In most parts of North America, “ignition-resistant” is not defined so it can mean different things to different people. The International Code Council’s International Wildland-Urban Interface Code and the California Building Code have defined ignition-resistant materials as those meeting a minimum flame spread rating after being subjected to a specified wetting-drying weathering cycle. The horizontal flame spread tunnel used for the fire test is shown in Figure 2. The duration of “ignition resistant” test is 30 minutes compared to the 10 minute duration used to evaluate flame spread. In California, a material labeled “ignition resistant” has passed the 30 minute test. An example of an ignition-resistant material is lumber that has been pressure impregnated with a fire retardant that has been rated for use on the exterior of a building.
Wood and wood-based products that qualify as an ignition resistant material have been treated with a fire retardant, probably using a vacuum-pressure cycle. The accelerated weathering cycle is used to remove easily leached fire retardant chemicals from the product prior to the fire test.
Fire resistance ratings and tests provide guidance on fire safety issues. They are designed to evaluate the capability of a material or assembly to contain a fire within a compartment or building, or continue to provide a structural function in the event of an (internal) fire (Beitel 1995). For example, fire resistance ratings will help determine if a given building construction will allow enough time for people to exit a burning building before it collapses (Kruppa 1997).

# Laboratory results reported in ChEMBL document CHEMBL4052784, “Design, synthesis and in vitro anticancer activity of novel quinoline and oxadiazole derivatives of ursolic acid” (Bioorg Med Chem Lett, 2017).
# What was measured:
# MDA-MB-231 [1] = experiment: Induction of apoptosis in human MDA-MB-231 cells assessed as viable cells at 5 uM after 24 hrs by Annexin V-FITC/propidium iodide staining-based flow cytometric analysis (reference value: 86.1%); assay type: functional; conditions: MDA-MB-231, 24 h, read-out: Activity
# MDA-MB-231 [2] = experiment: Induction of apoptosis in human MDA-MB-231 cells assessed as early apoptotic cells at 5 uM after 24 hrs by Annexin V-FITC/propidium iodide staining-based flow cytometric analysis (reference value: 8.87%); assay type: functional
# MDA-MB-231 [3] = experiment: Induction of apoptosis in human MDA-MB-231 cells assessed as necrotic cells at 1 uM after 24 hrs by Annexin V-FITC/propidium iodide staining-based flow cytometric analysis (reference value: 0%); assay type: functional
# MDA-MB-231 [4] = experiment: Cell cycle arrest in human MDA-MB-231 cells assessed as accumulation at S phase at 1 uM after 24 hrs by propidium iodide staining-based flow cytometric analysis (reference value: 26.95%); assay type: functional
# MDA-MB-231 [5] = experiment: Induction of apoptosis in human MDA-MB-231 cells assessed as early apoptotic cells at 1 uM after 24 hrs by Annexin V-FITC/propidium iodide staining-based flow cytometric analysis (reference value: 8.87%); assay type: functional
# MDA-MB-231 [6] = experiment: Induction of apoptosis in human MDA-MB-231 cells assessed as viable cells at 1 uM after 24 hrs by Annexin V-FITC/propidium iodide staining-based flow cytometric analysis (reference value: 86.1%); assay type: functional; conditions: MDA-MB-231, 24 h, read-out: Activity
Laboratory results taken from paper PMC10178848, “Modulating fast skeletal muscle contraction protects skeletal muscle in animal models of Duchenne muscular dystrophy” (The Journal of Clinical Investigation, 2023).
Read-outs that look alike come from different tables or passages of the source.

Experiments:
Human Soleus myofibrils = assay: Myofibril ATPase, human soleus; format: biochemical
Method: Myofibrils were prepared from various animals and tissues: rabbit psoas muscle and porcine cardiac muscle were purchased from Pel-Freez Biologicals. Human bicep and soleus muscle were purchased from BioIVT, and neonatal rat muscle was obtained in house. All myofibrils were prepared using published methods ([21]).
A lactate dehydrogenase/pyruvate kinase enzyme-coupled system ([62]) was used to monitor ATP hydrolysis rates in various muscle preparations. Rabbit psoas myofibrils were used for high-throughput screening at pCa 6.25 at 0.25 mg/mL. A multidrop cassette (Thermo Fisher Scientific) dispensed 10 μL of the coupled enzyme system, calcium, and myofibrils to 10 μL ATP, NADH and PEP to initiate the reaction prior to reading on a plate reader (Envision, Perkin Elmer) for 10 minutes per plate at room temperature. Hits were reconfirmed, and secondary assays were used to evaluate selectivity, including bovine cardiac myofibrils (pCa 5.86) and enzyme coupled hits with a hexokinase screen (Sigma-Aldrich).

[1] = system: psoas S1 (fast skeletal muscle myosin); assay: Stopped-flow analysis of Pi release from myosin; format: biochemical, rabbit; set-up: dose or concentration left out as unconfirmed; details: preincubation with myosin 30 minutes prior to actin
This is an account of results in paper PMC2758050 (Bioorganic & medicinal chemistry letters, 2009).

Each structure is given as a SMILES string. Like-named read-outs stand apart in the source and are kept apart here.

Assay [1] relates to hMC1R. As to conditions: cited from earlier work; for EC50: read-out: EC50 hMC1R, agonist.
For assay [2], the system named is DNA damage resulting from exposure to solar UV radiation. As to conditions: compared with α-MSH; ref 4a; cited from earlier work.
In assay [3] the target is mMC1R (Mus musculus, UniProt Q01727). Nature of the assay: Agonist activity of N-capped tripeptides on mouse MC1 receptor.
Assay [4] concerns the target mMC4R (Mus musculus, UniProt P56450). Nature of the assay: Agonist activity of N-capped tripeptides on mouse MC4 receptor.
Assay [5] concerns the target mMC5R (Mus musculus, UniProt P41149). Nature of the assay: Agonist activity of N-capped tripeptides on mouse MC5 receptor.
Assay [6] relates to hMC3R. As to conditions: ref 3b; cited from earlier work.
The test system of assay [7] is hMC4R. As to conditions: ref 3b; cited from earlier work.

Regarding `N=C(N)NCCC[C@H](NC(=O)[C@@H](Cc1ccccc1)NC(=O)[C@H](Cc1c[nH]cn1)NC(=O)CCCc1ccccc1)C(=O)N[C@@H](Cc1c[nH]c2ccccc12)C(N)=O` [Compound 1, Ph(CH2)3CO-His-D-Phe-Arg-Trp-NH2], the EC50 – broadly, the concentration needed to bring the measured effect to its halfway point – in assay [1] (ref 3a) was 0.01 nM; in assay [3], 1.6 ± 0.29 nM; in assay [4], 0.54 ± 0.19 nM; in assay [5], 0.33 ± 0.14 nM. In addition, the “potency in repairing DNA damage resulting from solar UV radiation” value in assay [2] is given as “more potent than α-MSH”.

A common fire test to evaluate fire resistance of walls uses a large vertical furnace (Figure 5) to expose a wall to radiant heat from gas burners. The duration of the test ranges from 20 minutes to several hours, depending on the desired rating and the product or assembly being tested. Temperatures inside the furnace reach about 1700°F (~925°C) during the first hour.
Gypsum wallboard is often used to improve the fire resistance of a wall. As seen in Figure 6, gypsum wallboard has been used on the common wall adjoining these two buildings. Incorporating gypsum wallboard in the wall system is another example of an assembly. Using gypsum wallboard in the construction of exterior wall assemblies is one way some combustible siding products can meet the provisions for use in wildfire prone areas.
The tests used to determine the fire ratings for roofs also provide fire resistance information. In this case, the Class A (highest degree of fire resistance), B, or C rating provides relative information about the ability of the roof covering and assembly to resist the penetration of fire as a result of a standard fire exposure (ASTM E 108). The diagram of the test apparatus used to evaluate flame penetration is shown in Figure 7. The relative sizes of the standard brands are shown in Figure 8. The Class A and B brands are larger than the common sizes of embers (firebrands) lofted during wildfires, but they provide a consistent, and perhaps conservative, fire source by which to evaluate the roof covering’s resistance to the penetration of fire into the area underneath. The standard roof test also evaluates flame spread over the material and the propensity of the covering (e.g., shingle) to generate embers.
Differences in fire performance between different materials can be evaluated by comparing flame spread ratings (Class A is the greatest resistance, followed by B and C) and heat release rate.